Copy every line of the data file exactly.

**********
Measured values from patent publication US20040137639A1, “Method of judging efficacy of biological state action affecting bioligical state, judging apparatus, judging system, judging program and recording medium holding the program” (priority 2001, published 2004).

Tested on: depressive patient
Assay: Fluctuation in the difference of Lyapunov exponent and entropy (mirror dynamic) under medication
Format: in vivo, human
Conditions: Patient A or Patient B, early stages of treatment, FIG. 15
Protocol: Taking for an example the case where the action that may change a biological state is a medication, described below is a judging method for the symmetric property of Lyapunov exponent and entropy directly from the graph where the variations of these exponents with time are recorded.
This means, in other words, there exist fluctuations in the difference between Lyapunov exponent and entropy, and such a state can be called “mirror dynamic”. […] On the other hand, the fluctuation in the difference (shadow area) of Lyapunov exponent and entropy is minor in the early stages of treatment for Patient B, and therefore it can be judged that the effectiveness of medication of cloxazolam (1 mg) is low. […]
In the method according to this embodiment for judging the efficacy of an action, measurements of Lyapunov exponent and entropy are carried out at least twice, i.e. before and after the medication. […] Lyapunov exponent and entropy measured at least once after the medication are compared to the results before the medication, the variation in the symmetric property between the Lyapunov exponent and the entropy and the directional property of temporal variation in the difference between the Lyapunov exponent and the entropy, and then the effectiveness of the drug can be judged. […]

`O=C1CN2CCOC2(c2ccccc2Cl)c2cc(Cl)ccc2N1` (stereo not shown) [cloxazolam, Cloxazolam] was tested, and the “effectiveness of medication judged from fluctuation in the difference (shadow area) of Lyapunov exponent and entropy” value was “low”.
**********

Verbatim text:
Measured values from patent publication US20040137639A1, “Method of judging efficacy of biological state action affecting bioligical state, judging apparatus, judging system, judging program and recording medium holding the program” (priority 2001, published 2004).

Tested on: depressive patient
Assay: Fluctuation in the difference of Lyapunov exponent and entropy (mirror dynamic) under medication
Format: in vivo, human
Conditions: Patient A or Patient B, early stages of treatment, FIG. 15
Protocol: Taking for an example the case where the action that may change a biological state is a medication, described below is a judging method for the symmetric property of Lyapunov exponent and entropy directly from the graph where the variations of these exponents with time are recorded.
This means, in other words, there exist fluctuations in the difference between Lyapunov exponent and entropy, and such a state can be called “mirror dynamic”. […] On the other hand, the fluctuation in the difference (shadow area) of Lyapunov exponent and entropy is minor in the early stages of treatment for Patient B, and therefore it can be judged that the effectiveness of medication of cloxazolam (1 mg) is low. […]
In the method according to this embodiment for judging the efficacy of an action, measurements of Lyapunov exponent and entropy are carried out at least twice, i.e. before and after the medication. […] Lyapunov exponent and entropy measured at least once after the medication are compared to the results before the medication, the variation in the symmetric property between the Lyapunov exponent and the entropy and the directional property of temporal variation in the difference between the Lyapunov exponent and the entropy, and then the effectiveness of the drug can be judged. […]

`O=C1CN2CCOC2(c2ccccc2Cl)c2cc(Cl)ccc2N1` (stereo not shown) [cloxazolam, Cloxazolam] was tested, and the “effectiveness of medication judged from fluctuation in the difference (shadow area) of Lyapunov exponent and entropy” value was “low”.